"...I’ve been pretty cranky about this issue for a long time. Libraries are places where people go to improve themselves. They’re safe places for kids to learn and dream. They’re places where people who are self-motivated can use the internet to look for jobs, earn degrees, learn English. You can live a long time in Dallas and not know we’re a high-poverty city. Are we going to recognize that we are a high-poverty city, that we are a high-poverty school district? Are we going to support education, or are we going to be at the bottom of the list? We have to fund those libraries. To open the libraries back up again, you would have to take the city’s general fund budget, $1.1 billion, and find 1 percent savings to fund the $10 or $11 million necessary to get us back to the funding we had in the early 2000s. We either need to find the savings or be willing to ask the average homeowner to fork over $25 more a year for libraries. Think about it this way: When your internet is out, how do you feel? You may not need the library as much as you once did, but it means that the people at the bottom of the economic scale need it even more...."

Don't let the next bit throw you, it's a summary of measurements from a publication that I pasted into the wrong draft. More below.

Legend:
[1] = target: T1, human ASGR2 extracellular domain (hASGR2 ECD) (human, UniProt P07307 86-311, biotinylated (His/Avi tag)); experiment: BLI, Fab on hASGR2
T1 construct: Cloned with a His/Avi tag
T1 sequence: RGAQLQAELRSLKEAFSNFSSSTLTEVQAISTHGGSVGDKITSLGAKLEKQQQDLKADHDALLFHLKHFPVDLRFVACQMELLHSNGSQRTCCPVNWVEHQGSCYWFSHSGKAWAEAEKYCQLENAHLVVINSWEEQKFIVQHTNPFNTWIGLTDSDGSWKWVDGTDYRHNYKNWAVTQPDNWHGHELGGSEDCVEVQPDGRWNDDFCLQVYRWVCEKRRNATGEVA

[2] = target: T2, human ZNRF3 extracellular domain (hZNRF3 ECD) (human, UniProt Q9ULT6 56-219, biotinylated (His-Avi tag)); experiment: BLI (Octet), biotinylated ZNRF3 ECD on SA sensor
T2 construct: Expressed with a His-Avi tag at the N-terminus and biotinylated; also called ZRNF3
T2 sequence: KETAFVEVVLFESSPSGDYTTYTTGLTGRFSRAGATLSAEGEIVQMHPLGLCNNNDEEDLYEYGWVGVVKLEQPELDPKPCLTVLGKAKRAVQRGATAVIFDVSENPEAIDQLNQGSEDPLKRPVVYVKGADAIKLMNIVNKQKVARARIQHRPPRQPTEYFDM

This excerpt was taken from an article that appeared in the Advocate Magazine on August 25. Read the whole article at this link: http://lakewood.advocatemag.com/2014/08/25/qa-dan-micciche/#sthash.eBHVvtz4.RVSU1BBe.dpuf
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